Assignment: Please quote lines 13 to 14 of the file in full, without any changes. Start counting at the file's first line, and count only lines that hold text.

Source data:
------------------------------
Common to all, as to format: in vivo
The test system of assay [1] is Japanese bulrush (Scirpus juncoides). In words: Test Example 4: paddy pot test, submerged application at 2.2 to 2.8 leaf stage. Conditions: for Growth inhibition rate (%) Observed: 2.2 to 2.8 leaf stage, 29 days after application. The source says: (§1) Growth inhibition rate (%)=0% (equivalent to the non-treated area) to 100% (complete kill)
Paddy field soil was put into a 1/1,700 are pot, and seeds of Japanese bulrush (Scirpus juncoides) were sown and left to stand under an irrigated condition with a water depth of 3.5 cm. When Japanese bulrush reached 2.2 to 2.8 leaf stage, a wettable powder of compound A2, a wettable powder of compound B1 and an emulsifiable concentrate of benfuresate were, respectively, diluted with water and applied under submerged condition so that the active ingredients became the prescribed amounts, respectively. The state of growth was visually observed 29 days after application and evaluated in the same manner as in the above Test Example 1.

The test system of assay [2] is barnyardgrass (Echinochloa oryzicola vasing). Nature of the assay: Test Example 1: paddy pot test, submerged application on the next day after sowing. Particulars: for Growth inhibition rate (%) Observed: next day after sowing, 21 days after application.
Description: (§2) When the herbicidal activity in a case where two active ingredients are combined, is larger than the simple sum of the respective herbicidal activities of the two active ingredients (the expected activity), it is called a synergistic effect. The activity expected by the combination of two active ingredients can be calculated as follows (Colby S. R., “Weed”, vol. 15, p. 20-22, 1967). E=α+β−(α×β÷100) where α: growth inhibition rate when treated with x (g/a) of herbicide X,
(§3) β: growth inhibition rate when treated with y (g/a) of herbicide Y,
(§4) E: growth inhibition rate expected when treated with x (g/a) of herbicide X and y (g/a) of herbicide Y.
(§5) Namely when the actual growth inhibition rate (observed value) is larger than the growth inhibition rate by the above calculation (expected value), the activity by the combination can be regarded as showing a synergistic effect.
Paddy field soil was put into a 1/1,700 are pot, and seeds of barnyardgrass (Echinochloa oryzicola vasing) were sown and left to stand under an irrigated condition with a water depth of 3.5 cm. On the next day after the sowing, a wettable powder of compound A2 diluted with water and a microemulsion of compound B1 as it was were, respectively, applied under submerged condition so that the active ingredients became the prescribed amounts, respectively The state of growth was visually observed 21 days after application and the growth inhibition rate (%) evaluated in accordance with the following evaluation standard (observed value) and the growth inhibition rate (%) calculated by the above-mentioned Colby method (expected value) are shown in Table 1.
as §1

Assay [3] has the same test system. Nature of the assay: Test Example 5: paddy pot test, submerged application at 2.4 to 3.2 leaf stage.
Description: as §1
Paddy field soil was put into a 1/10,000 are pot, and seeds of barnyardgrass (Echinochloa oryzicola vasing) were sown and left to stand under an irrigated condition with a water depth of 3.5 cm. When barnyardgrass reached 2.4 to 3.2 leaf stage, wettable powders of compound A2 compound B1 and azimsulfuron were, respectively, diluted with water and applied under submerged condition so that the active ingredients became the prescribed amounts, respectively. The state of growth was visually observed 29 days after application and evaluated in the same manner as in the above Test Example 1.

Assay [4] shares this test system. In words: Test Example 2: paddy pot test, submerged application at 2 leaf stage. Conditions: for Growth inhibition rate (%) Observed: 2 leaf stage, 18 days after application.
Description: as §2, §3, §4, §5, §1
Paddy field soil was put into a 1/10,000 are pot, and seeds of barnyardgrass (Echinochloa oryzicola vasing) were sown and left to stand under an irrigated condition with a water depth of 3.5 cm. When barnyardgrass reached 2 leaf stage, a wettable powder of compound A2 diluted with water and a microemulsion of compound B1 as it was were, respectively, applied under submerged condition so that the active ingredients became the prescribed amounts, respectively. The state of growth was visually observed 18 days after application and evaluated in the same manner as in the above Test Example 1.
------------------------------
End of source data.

Paddy field soil was put into a 1/10,000 are pot, and seeds of barnyardgrass (Echinochloa oryzicola vasing) were sown and left to stand under an irrigated condition with a water depth of 3.5 cm. When barnyardgrass reached 2.4 to 3.2 leaf stage, wettable powders of compound A2 compound B1 and azimsulfuron were, respectively, diluted with water and applied under submerged condition so that the active ingredients became the prescribed amounts, respectively. The state of growth was visually observed 29 days after application and evaluated in the same manner as in the above Test Example 1.

Assay [4] shares this test system. In words: Test Example 2: paddy pot test, submerged application at 2 leaf stage. Conditions: for Growth inhibition rate (%) Observed: 2 leaf stage, 18 days after application.